PHOENIX, Arizona, September 12. WITH Swimming Australia under review after its athletes performed below expectations at the London Olympics, one of the topics the independent panel is reportedly investigating is the effect an unusual team bonding experience had on overall performance.
An article published today in The Australian suggests that the six swimmers in the men's 400 freestyle relay — James Magnussen, Eamon Sullivan, Matt Targett, James Roberts, Tommaso D'Orsogna and Cameron McEvoy — participated in a special initiation ritual at the team training camp in Manchester in which the six took a sleeping pill called Stilnox. After taking the pill, the article says, the six proceeded to pull pranks on other members of the Australian swim team late that evening by calling them and knocking on doors. The Australian article does not cite sources, only to say that the information comes from those associated with the team during the Olympics and at the training camp.
Additionally, Stilnox was banned from use by the swimmers during team training and competition, but is not a banned substance on the World Anti-Doping Agency's list.
The acts of the six swimmers were overlooked by the team officials, including head coach Leigh Nugent, the article says. Nugent would not comment on the allegations of misconduct, wishing to hold comment until the results of the review panel were published.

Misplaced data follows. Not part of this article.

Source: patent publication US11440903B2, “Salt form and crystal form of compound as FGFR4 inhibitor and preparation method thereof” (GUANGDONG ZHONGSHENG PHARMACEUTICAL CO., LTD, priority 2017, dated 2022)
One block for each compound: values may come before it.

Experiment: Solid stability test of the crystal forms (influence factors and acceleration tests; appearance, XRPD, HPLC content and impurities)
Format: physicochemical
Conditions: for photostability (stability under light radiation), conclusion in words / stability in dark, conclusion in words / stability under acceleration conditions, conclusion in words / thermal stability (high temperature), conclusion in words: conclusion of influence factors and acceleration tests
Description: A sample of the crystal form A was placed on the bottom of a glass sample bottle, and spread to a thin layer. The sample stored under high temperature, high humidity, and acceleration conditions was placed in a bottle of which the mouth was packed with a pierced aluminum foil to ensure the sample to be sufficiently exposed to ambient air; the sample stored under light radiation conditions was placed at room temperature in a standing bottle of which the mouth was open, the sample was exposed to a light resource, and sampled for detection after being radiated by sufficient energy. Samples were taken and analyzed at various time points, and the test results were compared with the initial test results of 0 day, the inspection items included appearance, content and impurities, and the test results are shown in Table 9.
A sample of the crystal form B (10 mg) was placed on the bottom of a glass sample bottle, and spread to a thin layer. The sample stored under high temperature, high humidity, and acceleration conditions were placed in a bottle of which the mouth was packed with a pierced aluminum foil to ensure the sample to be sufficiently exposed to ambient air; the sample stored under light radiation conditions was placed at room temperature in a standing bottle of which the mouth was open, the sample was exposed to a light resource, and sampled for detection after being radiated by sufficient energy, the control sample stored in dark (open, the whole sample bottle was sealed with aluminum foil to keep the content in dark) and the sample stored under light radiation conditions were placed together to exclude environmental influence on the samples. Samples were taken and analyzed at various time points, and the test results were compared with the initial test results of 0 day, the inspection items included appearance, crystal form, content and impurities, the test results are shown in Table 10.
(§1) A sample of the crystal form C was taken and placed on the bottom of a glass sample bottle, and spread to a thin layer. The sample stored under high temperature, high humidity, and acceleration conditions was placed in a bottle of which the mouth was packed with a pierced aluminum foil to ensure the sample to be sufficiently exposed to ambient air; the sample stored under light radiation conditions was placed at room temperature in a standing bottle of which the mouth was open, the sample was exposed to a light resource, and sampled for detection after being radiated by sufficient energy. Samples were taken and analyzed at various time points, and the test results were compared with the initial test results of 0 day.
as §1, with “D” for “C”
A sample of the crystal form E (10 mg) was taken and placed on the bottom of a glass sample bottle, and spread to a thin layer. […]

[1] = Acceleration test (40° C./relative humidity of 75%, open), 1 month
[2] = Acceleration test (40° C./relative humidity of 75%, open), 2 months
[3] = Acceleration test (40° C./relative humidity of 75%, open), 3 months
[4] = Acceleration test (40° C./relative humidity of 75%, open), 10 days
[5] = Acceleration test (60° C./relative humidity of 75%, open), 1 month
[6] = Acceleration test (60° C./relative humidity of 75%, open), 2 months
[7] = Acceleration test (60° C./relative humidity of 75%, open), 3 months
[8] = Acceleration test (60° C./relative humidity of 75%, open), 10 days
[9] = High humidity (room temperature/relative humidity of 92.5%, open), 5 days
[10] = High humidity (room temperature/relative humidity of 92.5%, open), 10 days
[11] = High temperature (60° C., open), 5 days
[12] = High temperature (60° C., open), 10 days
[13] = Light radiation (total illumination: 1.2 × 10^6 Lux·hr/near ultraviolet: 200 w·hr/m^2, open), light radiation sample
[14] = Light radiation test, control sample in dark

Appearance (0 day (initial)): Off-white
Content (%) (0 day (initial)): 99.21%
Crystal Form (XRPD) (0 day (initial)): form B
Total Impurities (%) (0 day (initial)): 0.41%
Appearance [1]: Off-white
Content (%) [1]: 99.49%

Targett did comment on the evening in question, telling writer Nicole Jeffrey: “The prank calls did happen but we weren't under the influence of anything.” None of the members of the relay team admitted to taking Stilnox.
The Australians only won one gold medal in London, in the women's 400 freestyle relay. The men's 400 free relay, which is the reigning world champion, failed to win a medal in London, placing fourth behind France, the United States and Russia.
Swimming Australia has called for an independent review of performance in London, and that review has begun, according to The Australian. Tim Ford, a former member of the Australian national team, is part of the panel. Two-time Olympic champion Kieren Perkins is also part of the review panel.
Other allegations members of the swim team mentioned in the article include other incidents of pranks and bullying throughout the Olympics and a lack of team bonding during the competition, in which those who were done swimming failed to support their teammates who were still competing.
Full text of article in The Australian (May require registration to view)